November 22, 2002

Burk To Appear on "Martian Revelation" Radio Program

MarsNews.com's Editor-in-chief James Burk will be a guest tomorrow night on The Martian Revelation, an hour-long radio program aired on WMEL (920 AM), a Central Florida radio station. The program will begin at 10:00PM Pacific (1:00AM Eastern). Hosted by Mars enthusiast Gary Leggaire, the program covers all aspects of the Red Planet and will be archived on his website following the broadcast. Burk will discuss the latest evidence surrounding the THEMIS/Cydonia Image Controversy and NASA's future exploration of Mars.

Radio Free Mars Second Broadcast Now Available

The second broadcast is now available of Radio Free Mars, a new Internet radio program presented by MarsNews.com. Burk continues his reporting on the controversies surrounding the Mars Odyssey's THEMIS instrument and an overview of the 1989 Russian Phobos 2 mission. Also includes another excerpt from Burk's radio interview series with Mexican journalist Jamie Maussan. It was recorded on November 12th and will be broadcast on DisInfoRadio.com and any other stations which would like to carry the freely licensed program.

November 18, 2002

Burk Appeared on Jamie Maussan Program

MarsNews.com's Editor-in-chief James Burk was a guest Sunday night for the sixth time on the popular radio program hosted by Jaime Maussan. It aired live across Mexico and Guatemala on 15 different radio affiliates and was also heard live on the Internet via EXA FM.

MSNBC's Alan Boyle Mentions MarsNews.com

Jim Burk, editor-in-chief of MarsNews.com, sends along a response to a Mars-related item on Friday that referred to claims of a NASA cover-up and to MarsNews.com:

November 12, 2002

The sky's no limit The Christian Science Monitor

You don't have to be a rocket scientist to put an experiment into space. Students across the country have a chance every year to enter a contest sponsored by the National Aeronautics and Space Administration (NASA). Some winners help put their projects on a space shuttle or rocket. Others receive scholarships to Space Camp in Huntsville, Ala. Every winner gets a special award presented by a NASA representative sometimes by an astronaut. Through the NASA Student Involvement Program (NSIP), six competitions are offered each year. Students can compete as individuals, teams, or entire classes. Contests are open to students in kindergarten through high school. Contests range from studying the land, air, and water in a small site on Earth, to planning a mission to Mars.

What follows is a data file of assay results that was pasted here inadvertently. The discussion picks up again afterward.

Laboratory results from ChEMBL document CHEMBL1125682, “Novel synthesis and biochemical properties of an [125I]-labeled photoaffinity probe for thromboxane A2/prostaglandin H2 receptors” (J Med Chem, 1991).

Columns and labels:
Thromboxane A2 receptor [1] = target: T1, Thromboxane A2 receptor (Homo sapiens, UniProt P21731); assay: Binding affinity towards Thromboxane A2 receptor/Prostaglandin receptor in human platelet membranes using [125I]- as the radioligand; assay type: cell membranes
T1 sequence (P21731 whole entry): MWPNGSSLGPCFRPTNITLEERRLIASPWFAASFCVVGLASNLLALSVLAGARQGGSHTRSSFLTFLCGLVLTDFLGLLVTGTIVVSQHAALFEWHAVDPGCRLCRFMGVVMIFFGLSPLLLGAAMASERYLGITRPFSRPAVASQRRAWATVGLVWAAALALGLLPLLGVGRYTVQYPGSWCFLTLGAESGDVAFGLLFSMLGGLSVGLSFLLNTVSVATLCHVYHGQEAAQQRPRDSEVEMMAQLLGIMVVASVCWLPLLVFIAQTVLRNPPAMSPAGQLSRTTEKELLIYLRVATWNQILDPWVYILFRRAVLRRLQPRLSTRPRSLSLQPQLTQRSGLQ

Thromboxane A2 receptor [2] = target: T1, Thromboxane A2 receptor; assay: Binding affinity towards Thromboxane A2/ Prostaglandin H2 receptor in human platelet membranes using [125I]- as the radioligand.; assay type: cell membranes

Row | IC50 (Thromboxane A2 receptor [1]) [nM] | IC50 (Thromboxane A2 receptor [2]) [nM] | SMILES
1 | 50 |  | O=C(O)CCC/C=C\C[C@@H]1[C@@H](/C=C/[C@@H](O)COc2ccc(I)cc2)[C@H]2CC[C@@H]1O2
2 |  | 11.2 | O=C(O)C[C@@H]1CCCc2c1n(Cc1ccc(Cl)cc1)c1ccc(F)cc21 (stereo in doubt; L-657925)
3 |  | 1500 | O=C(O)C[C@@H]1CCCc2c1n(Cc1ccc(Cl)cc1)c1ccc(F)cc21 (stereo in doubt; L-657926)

November 8, 2002

Mars to Get Closer than Ever in Recorded History in 2003

Mars recently emerged into the morning sky and has begun an orbital dance with Earth that will, over the next several months, lead to the best viewing opportunity since Neanderthals looked skyward. Were not kidding. The Red Planet is getting progressively closer to Earth with each passing night, and consequently it will slowly appear to grow larger and brighter. By late August 2003, when it will be about 191 million miles closer, the reddish point of light in our night sky will appear more than six times larger and shine some 85 times brighter than it appears now.

Revealing Chandra image shows Mars glows in X-rays

This remarkable image from the Chandra X-ray Observatory image gave scientists their first look at X-rays from Mars. In the sparse upper atmosphere of Mars, about 75 miles above its surface, the observed X-rays are produced by fluorescent radiation from oxygen atoms.

October 30, 2002

Radio Free Mars: New Radio Program by MarsNews.com

The first broadcast of Radio Free Mars, a new Internet radio program presented by MarsNews.com, will be heard on DisInfoRadio.com everyday at 3pm Pacific and again at 3am Pacific. It is also available for download from this website.

October 29, 2002

Sixth International Conference on Mars Mars Today

The Sixth International Conference on Mars will be held at the California Institute of Technology (Caltech), July 2025, 2003. At that time a flotilla of new missions either will be sending new data back from Mars or will be on their way to Mars. The first such conference was held in 1973 as data were being returned from Mariner 9. Conferences were convened in 1979 and 1981 as data were returned from the Viking missions. The fourth conference, in 1989, reviewed ten years of analysis of the Viking data and resulted in the publication of the classic 1498-page volume entitled Mars. The fifth conference was held in 1999 as Pathfinder and Mars Global Surveyor data became widely available. This conference will provide an opportunity to review and debate some of the key questions and controversies that have matured during the flood of MGS and Odyssey data.

October 28, 2002

Return of the Red Planet Astronomy.com

Few planets disappear for longer stretches than Mars. We last saw the Red Planet during spring, when it lay low in the evening sky after sunset. It then spent all summer and early autumn hidden in the sun's glare, nearly matching our star's speed across the sky. Now as October turns to November, Mars once again returns to view, this time in the morning sky.

October 25, 2002

Hidden Face of Mars Uncovered by Father & Daughter The Geological Society of America